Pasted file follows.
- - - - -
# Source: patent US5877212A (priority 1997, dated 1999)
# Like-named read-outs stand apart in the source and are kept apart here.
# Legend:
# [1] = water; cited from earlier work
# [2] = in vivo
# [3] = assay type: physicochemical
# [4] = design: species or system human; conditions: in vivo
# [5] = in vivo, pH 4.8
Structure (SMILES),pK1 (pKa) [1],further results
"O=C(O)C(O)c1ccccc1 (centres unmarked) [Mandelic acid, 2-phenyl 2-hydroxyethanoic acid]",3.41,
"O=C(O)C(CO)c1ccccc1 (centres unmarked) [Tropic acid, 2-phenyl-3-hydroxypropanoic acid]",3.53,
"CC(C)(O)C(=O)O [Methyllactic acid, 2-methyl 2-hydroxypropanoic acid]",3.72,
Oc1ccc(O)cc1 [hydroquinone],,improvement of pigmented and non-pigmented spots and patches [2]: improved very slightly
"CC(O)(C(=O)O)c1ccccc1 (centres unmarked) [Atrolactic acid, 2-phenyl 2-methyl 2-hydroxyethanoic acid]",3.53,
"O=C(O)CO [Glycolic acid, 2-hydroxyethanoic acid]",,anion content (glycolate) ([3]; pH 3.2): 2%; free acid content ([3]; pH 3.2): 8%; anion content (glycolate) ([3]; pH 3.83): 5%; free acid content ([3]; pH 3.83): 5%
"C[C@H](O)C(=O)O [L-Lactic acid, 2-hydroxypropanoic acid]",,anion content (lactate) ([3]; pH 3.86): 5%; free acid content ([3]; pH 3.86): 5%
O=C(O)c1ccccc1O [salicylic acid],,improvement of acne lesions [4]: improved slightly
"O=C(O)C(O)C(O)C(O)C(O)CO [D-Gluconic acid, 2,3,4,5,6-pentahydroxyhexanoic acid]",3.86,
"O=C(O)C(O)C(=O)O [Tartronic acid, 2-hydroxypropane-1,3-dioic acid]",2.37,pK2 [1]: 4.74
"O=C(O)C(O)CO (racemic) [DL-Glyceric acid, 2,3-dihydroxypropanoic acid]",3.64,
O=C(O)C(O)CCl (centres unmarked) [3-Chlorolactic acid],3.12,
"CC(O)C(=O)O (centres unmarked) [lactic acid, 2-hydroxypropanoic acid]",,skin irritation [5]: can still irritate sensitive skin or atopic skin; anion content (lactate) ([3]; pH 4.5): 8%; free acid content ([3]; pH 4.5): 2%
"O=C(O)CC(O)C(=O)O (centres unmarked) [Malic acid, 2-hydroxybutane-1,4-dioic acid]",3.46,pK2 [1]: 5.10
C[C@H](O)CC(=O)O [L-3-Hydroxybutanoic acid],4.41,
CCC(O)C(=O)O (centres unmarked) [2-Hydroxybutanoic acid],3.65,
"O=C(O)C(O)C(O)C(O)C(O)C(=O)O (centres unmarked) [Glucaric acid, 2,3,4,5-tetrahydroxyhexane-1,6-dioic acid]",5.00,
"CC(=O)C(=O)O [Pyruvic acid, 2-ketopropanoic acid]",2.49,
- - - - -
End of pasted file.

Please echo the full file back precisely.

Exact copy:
# Source: patent US5877212A (priority 1997, dated 1999)
# Like-named read-outs stand apart in the source and are kept apart here.
# Legend:
# [1] = water; cited from earlier work
# [2] = in vivo
# [3] = assay type: physicochemical
# [4] = design: species or system human; conditions: in vivo
# [5] = in vivo, pH 4.8
Structure (SMILES),pK1 (pKa) [1],further results
"O=C(O)C(O)c1ccccc1 (centres unmarked) [Mandelic acid, 2-phenyl 2-hydroxyethanoic acid]",3.41,
"O=C(O)C(CO)c1ccccc1 (centres unmarked) [Tropic acid, 2-phenyl-3-hydroxypropanoic acid]",3.53,
"CC(C)(O)C(=O)O [Methyllactic acid, 2-methyl 2-hydroxypropanoic acid]",3.72,
Oc1ccc(O)cc1 [hydroquinone],,improvement of pigmented and non-pigmented spots and patches [2]: improved very slightly
"CC(O)(C(=O)O)c1ccccc1 (centres unmarked) [Atrolactic acid, 2-phenyl 2-methyl 2-hydroxyethanoic acid]",3.53,
"O=C(O)CO [Glycolic acid, 2-hydroxyethanoic acid]",,anion content (glycolate) ([3]; pH 3.2): 2%; free acid content ([3]; pH 3.2): 8%; anion content (glycolate) ([3]; pH 3.83): 5%; free acid content ([3]; pH 3.83): 5%
"C[C@H](O)C(=O)O [L-Lactic acid, 2-hydroxypropanoic acid]",,anion content (lactate) ([3]; pH 3.86): 5%; free acid content ([3]; pH 3.86): 5%
O=C(O)c1ccccc1O [salicylic acid],,improvement of acne lesions [4]: improved slightly
"O=C(O)C(O)C(O)C(O)C(O)CO [D-Gluconic acid, 2,3,4,5,6-pentahydroxyhexanoic acid]",3.86,
"O=C(O)C(O)C(=O)O [Tartronic acid, 2-hydroxypropane-1,3-dioic acid]",2.37,pK2 [1]: 4.74
"O=C(O)C(O)CO (racemic) [DL-Glyceric acid, 2,3-dihydroxypropanoic acid]",3.64,
O=C(O)C(O)CCl (centres unmarked) [3-Chlorolactic acid],3.12,
"CC(O)C(=O)O (centres unmarked) [lactic acid, 2-hydroxypropanoic acid]",,skin irritation [5]: can still irritate sensitive skin or atopic skin; anion content (lactate) ([3]; pH 4.5): 8%; free acid content ([3]; pH 4.5): 2%
"O=C(O)CC(O)C(=O)O (centres unmarked) [Malic acid, 2-hydroxybutane-1,4-dioic acid]",3.46,pK2 [1]: 5.10
C[C@H](O)CC(=O)O [L-3-Hydroxybutanoic acid],4.41,
CCC(O)C(=O)O (centres unmarked) [2-Hydroxybutanoic acid],3.65,
"O=C(O)C(O)C(O)C(O)C(O)C(=O)O (centres unmarked) [Glucaric acid, 2,3,4,5-tetrahydroxyhexane-1,6-dioic acid]",5.00,
"CC(=O)C(=O)O [Pyruvic acid, 2-ketopropanoic acid]",2.49,